The outstanding event was the great fire at the premises of Rogerson & Black just opposite the School. The fire occurred during the night but was still smouldering when school was due to open. the stench of burning foodstuffs and other commodities filled the area. More appetising was the smell of cooking coming up through the street grating of one-armed Jamie Reid’s Coffee House. Here in the basement of the house facing the Castle one could obtain from Jamie a plate of broth for the modest sum of one penny. Great times these, when the penny was worth four farthings!!
Like most School Teachers of her day “Miss Polly” taught in the Parish Church Sunday School. Fifty carts, six lorries as well as J & T Williamson’s Traction engine and two wagons were necessary to convey the children on their trip to the country or seashore each June, and each year the venue was changed. This trip and the “Surree” at Christmas – where most of us got our first sight of ‘living pictures’ – were the most important events of the lives of the children attending Sunday School. But for the benevolence of the St Mary’s Isle Family – including the Countess of Selkirk, the lives of the young would have been drabber and duller.
No obituary this, but merely fragments of reminiscences, connected with the life of her who was affectionately known as “Miss Polly.” The story is far from complete.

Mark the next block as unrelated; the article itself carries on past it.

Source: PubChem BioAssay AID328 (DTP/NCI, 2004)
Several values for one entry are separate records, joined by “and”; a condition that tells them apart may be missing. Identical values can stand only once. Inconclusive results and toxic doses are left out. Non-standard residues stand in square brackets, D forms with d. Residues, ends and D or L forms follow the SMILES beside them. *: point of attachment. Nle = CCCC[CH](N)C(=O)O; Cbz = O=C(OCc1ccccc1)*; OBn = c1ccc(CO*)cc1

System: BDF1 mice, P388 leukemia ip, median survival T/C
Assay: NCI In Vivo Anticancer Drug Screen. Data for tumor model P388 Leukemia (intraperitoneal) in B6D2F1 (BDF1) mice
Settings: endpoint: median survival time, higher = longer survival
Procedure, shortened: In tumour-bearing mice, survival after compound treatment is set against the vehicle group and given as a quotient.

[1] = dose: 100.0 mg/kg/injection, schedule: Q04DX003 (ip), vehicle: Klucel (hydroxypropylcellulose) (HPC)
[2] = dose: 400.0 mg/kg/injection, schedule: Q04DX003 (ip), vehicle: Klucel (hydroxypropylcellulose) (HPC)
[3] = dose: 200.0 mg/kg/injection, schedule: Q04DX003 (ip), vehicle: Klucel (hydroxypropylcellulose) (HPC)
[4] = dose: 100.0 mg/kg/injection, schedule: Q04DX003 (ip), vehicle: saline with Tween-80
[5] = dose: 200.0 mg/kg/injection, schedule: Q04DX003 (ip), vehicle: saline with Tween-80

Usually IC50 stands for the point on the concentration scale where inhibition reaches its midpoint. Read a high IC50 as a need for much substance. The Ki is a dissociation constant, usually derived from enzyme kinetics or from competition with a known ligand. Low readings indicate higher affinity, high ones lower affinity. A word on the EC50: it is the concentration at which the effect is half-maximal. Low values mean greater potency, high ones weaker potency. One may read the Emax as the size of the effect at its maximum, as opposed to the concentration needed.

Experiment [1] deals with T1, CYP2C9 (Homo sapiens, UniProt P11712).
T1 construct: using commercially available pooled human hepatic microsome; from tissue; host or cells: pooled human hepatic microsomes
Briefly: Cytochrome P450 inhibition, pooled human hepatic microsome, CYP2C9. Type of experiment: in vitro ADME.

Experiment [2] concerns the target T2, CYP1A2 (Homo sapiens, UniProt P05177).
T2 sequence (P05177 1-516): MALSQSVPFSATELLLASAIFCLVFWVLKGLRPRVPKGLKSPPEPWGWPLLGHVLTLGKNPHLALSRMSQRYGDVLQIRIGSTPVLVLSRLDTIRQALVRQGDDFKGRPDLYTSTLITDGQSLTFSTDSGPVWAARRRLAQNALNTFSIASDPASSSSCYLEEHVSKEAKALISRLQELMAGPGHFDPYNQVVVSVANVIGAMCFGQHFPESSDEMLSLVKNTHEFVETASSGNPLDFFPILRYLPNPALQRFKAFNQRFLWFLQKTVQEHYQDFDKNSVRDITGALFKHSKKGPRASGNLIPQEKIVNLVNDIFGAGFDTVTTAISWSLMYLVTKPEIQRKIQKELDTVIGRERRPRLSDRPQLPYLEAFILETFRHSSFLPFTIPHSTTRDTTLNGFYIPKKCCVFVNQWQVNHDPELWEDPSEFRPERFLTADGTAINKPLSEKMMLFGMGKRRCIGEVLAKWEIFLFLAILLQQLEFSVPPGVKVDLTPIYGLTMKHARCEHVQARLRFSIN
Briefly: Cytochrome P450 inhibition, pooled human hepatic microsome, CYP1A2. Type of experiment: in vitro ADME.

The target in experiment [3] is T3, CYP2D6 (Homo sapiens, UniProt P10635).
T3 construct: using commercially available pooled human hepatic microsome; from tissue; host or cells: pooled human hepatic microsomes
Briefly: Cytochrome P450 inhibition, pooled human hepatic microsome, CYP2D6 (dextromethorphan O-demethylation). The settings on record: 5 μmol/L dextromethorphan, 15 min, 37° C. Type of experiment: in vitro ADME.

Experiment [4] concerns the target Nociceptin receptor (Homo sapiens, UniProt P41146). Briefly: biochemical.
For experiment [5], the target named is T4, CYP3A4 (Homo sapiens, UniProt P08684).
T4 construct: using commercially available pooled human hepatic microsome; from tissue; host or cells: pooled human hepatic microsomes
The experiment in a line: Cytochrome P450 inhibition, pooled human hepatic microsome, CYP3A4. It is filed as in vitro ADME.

The following photograph, believed to have been taken between the years 1895 and 1900, shows the teachers and pupils of the Old Castle School.
Photo loaned by Peter McAdam
The photograph is notated on the rear with the names of the teachers and children as detailed below. (left to right)
Teachers: Elsie Haugh & Isa McWilliam.
Back Row: E McCoull, K Garmory, M Graham, M Middleton, S Burnie, A Heughan, N McCoull.
Third Row: J Garmory, M McCoull, M Slater, M Belford, M Maltman, J Wilson, G Pearson, M McCartney
Second Row: J McKie, M Muir, J McCormack, M Haugh, J McConnel, M Middleton, L Smith, L Rae, W Maltman.
Front Row: B McConnell, A McRobert, A Moreland, S McKeand, J Gordon, M Girvan, M Gourlay, G Kerr, A Garmory, H Gourlay.
“Miss Polly,” the schoolteacher referred to was Mary Jane Gibson Naismith, born in Kirkcudbright in 1871; youngest child of Thomas Naismith, railway engine driver, and his wife Jane Smith. The family moved to Kirkcudbright after the railway opened. Her father died of diabetes in 1878, at which time the family were living in St Cuthbert St.
It was not until 1915, at the age of 43, that Polly married. Her husband was George Adam Marshall, a farmer and horse dealer. They lived in the house “Mansefield” St Mary Street. Polly out-lived her husband and died in 1955 at the advanced age 84.
Reproduced below is an old photograph of Greyfriars Church, and another of the McLellan Monument mentioned in the article and is contained within the building.
Finally, we have two old postcards showing part of the Sunday Schools summer trip. This seems to be the same outing with Williamson’s steam engine towing three trailers, first along St Cuthbert Street then along St Mary Street.
Postcard loaned by The Stewartry Museum
Postcard loaned by Peter McAdam